Press Release

Astronomers go behind the Milky Way to solve X-ray mystery

By SpaceRef Editor
August 9, 2001
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Through layers of gas and dust that stretch for more than 30,000
light years, astronomers using NASA’s Chandra X-ray Observatory have taken a
long, hard look at the plane of the Milky Way galaxy and found that its
X-ray glow comes from hot and diffuse gas. The findings, published in the
Aug. 10 issue of Science, help to settle a long-standing mystery about the
source of the X-ray emission from the galactic plane.

Scientists have debated whether the Milky Way plane’s X-ray emission
was diffuse light or from individual stars. Armed with Chandra, an
international team led Dr. Ken Ebisawa of NASA’s Goddard Space Flight
Center, Greenbelt, Md., zoomed in on a tiny region of the galactic plane in
the constellation Scutum.

“The point sources we saw in the galactic plane were actually active
galaxies with bright cores millions of light years behind our galaxy,” said
Ebisawa. “The number of these sources is consistent with the expected number
of extragalactic sources in the background sky. We saw few additional point
sources within our galaxy.”

The observation marks the deepest X-ray look at the so-called “zone
of avoidance” — a region of space behind which no optical observation has
ever been taken because thick dust and gas in the spiral arms of the Milky
Way galaxy block out visible radiation. Infrared, radio, and X-rays,
however, can penetrate this dust and gas. Detection of diffuse X-rays
emanating from the galactic plane, what we call the “Milky Way” in visible
light, indicates the presence of plasma gas with temperatures of tens of
millions of degrees Celsius.

Gas this hot would escape the gravitational confines of the Milky
Way galaxy under normal circumstances. The fact that it still lingers within
the galactic plane is the next mystery to solve. One possibility, suggested
by Ebisawa is that hot plasma may be confined to the Milky Way by magnetic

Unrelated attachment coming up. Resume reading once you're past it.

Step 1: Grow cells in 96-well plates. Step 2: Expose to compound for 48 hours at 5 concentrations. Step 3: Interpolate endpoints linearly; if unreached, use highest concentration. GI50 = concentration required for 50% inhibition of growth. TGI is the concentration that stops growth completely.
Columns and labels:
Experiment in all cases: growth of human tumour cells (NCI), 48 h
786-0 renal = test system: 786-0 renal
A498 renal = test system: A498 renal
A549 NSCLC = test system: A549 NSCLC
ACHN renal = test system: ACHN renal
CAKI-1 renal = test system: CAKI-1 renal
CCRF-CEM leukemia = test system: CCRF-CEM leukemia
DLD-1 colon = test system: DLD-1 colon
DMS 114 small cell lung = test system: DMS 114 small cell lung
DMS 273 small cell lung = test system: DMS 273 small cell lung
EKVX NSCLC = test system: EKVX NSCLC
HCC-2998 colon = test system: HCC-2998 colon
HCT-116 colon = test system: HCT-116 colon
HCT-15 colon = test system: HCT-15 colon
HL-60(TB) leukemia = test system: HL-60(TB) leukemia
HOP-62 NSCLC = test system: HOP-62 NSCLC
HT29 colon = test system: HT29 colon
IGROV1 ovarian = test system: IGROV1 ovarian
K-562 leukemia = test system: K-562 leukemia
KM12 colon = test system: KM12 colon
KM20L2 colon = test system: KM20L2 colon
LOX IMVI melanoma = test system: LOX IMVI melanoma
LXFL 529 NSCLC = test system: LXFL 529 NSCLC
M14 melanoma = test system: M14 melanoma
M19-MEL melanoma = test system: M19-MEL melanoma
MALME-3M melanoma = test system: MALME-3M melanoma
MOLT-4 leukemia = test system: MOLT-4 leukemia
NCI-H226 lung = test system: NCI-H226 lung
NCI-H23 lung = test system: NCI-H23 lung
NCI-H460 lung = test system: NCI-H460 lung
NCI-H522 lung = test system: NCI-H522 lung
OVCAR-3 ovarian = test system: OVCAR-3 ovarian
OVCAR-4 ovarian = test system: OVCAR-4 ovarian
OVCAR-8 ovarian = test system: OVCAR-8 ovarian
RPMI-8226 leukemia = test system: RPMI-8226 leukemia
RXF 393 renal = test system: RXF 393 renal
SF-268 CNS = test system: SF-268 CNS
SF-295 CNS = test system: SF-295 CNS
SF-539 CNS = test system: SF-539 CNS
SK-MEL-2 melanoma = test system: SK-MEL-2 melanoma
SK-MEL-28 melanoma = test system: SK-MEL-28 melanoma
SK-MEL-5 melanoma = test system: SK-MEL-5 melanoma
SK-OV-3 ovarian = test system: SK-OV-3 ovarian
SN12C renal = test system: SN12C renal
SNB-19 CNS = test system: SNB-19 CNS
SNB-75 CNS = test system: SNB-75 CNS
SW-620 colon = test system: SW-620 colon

The Chandra observation, conducted in February 2000, lasted 28
hours. The team observed what was known to be a “blank” region of the
galactic plane where the Japanese X-ray satellite ASCA had previously
observed but found no individual X-ray sources.

The team also discovered 36 bright distant galaxies lurking in the
background of this section of the galactic plane, while the foreground was
devoid of stars or other individual objects emitting X-rays. Chandra, and
now the European XMM-Newton satellite, are at long last beginning to collect
light from behind our galaxy. X-ray radiation from the 36 newly discovered
galaxies passes through the Milky Way on its journey towards Earth. This
light, therefore, carries the imprint of all that it passes through and will
allow astronomers to measure the distribution and physical condition of
matter in our Galaxy.

Participating in the Chandra observation and Science article are
Yoshitomo Maeda of Pennsylvania State University; Hidehiro Kaneda of the
Institute of Space and Astronautical Science in Japan; and Shigeo Yamauchi
of Iwate University in Japan.

Chandra observed the galactic plane with its Advanced CCD Imaging
Spectrometer (ACIS) instrument, which was developed for NASA by Pennsylvania
State University, University Park, and Massachusetts Institute of
Technology, Cambridge. NASA’s Marshall Space Flight Center in Huntsville,
Ala., manages the Chandra program, and TRW, Inc., Redondo Beach, Calif., is
the prime contractor for the spacecraft. The Smithsonian’s Chandra X-ray
Center controls science and flight operations from Cambridge, Mass.

Images associated with this release are available at:


SpaceRef staff editor.